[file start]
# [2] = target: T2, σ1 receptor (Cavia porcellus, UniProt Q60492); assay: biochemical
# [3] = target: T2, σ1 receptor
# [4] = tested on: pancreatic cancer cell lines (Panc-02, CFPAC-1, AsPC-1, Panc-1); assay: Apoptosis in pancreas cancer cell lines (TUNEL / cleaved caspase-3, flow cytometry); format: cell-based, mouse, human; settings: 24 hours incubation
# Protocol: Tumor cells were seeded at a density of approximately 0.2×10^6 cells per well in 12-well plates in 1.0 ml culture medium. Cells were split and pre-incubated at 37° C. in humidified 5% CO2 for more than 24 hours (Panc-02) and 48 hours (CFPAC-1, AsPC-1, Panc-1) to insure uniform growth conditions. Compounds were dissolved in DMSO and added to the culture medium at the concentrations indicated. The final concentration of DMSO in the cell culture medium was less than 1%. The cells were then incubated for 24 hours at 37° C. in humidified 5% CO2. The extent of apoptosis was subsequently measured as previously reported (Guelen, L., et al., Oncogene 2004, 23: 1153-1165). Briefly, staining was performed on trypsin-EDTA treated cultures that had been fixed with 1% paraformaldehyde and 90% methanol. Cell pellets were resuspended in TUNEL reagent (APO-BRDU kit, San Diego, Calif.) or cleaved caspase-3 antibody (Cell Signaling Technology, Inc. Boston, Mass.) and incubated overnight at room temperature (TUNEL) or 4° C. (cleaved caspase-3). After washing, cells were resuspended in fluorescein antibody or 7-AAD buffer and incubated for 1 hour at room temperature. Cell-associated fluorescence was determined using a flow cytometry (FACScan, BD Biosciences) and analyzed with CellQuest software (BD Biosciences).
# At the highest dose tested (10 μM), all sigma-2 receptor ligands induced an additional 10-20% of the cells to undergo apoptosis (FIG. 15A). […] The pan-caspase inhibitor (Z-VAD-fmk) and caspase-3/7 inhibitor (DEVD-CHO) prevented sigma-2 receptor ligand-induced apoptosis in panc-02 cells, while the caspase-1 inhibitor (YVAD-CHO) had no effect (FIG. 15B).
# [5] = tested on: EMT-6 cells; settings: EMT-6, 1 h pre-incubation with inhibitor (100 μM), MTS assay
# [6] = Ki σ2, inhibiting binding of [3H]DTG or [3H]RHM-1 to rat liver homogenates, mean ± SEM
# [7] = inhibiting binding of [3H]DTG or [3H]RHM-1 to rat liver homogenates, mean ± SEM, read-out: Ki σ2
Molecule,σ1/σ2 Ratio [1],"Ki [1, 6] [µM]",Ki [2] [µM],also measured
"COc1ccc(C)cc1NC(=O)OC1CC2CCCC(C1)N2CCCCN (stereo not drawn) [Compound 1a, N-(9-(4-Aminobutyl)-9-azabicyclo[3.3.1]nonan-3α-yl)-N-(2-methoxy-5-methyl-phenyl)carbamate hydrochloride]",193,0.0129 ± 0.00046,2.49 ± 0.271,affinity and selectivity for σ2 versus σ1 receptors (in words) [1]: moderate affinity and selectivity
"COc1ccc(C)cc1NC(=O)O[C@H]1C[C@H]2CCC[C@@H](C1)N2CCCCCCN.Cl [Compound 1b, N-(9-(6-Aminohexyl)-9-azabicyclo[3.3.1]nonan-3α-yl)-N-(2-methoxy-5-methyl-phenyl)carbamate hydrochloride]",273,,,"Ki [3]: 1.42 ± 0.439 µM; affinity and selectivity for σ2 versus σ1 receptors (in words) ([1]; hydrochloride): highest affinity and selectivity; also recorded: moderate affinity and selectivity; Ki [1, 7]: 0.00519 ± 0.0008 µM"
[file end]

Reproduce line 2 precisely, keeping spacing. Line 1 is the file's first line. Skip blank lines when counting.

# [3] = target: T2, σ1 receptor